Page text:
Some changes to the flagging/hiding process were implemented with the rollout in November, 2015, of the latest site version, called DK5. Users who are returning after a long hiatus or users interested in some site background might find this diary by kos, "On HRs, flags, and a more positive community," of interest.
Staff writer Hunter posted a story in 2006 (yes, we have been around even longer than that!), on the wise teachings of MetaJesus. From the post:
For those of you a bit new to the site, MetaJesus is the patron saint of Daily Kos. MetaJesus looks over the site, and performs small miracles here and there to generally keep things running -- things like reading really, really crappy diaries, intervening in flame wars, and returning the human souls of posters who have ventured too far, too long, on the dark side, and who have only barely returned, crumpled and gasping, slimy with FreeRepublic ectoplasm, to our midst.
You may be saying those are unimpressive miracles, except for that whole soul part, and you are admittedly right. MetaJesus is not Jesus: his powers are, well, more subtle. Mostly, MetaJesus cries. A lot. Well, he doesn't so much cry, usually, as just sigh heavily, or lower his head into his hands, or go off into the other room where he has a liquor cabinet and a very comfortable brown leather chair, or, when the moneychangers are in the Daily Kos temple, throw his Logitech cordless mouse across the room onto the couch, where it bounces off the cushions and lands on the floor next to the sleeping cat -- MetaJesus is a cat person, just as an aside.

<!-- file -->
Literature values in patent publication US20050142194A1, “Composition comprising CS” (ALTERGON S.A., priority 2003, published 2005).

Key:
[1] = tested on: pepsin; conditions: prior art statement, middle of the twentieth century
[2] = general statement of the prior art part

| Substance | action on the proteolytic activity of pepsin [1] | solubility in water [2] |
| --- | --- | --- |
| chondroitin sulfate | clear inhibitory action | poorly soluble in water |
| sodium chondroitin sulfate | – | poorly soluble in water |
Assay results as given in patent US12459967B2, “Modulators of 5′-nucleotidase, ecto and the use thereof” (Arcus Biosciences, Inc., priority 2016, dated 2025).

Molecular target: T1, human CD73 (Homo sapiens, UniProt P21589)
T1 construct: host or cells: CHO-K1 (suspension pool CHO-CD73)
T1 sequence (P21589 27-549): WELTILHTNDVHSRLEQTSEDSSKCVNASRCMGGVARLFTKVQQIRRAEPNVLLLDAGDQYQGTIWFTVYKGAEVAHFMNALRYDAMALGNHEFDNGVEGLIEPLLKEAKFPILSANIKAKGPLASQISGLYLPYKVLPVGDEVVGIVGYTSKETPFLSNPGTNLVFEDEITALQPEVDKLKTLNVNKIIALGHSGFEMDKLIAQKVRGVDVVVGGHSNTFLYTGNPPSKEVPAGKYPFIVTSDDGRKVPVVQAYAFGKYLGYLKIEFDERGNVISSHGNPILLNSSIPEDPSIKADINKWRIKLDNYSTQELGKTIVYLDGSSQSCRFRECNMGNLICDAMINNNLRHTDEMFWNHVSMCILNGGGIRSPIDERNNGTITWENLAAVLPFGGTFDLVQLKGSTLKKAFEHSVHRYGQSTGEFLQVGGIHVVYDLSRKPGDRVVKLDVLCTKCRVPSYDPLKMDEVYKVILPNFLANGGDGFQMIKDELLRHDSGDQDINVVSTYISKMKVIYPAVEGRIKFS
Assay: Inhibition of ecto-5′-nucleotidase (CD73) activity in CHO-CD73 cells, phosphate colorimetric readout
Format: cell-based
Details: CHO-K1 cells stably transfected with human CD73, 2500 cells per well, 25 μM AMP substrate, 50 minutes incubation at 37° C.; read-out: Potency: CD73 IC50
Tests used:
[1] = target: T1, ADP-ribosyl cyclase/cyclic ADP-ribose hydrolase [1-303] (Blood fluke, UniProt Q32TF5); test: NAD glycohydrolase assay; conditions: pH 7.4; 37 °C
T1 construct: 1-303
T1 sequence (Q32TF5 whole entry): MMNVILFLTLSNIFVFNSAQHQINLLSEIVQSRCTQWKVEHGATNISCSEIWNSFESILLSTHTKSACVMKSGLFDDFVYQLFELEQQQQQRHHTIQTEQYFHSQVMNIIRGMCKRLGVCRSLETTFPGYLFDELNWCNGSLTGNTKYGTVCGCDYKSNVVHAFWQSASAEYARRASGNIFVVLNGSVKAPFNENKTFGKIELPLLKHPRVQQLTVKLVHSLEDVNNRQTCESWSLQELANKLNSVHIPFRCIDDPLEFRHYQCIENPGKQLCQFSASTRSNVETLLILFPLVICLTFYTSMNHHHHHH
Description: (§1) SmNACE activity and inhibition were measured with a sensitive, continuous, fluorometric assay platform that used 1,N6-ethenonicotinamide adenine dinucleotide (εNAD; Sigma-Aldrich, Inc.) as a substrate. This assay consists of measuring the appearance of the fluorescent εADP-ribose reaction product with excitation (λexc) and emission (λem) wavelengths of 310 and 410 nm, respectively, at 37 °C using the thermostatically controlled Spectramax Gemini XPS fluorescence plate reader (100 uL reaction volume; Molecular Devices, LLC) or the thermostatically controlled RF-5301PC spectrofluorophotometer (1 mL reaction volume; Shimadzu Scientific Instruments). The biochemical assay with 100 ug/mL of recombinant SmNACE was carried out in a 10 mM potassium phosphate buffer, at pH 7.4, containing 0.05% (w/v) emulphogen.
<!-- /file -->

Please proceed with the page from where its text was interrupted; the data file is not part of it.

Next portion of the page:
Perhaps the most important, perennial advice from this classic post:
MetaJesus says that if twenty different people say your diary (or comment) sucks, then thou art not secretly an unrecognized and put-upon genius. Your diary (or comment) just sucks. Thou shalt get over it. Conversely, if one person out of a hundred says your diary sucks, they may simply be a jackass. Thou shalt get over that too.
Two Daily Kos posts on how and why to recommend posts and comments
Wee Mama wrote "The Lighter Side of Community Moderation" in 2011 when DK4 was new, but it still bears reading.
TrueBlueMajority supplied some clarification for (newer) users in this 2017 post, "DK BASICS: TIPPED, RECCED AND SHARED" about the function and purpose of recommendations on the site.
Good guidelines found off-site
This 2013 article, "How To Be Nice on the Internet," from Lizzy Acker writing for KQED also offers important, timeless points for Daily Kos members to consider. Perhaps the two most valuable suggestions are "think about your goal" and "If you make a mistake, apologize."
What are you trying to do with this comment? Start a conversation? Learn something? Solve a problem? Or are you trying to hurt someone or punish them because you feel hurt? Or maybe you are you trying to make yourself look good and make someone else look stupid? Think about it. If your goal is to actually further engage, does your comment have the potential to do that? If your goal is to actually hurt someone’s feelings, then hey, you’re a grown-up. Maybe delete and take a walk around the block.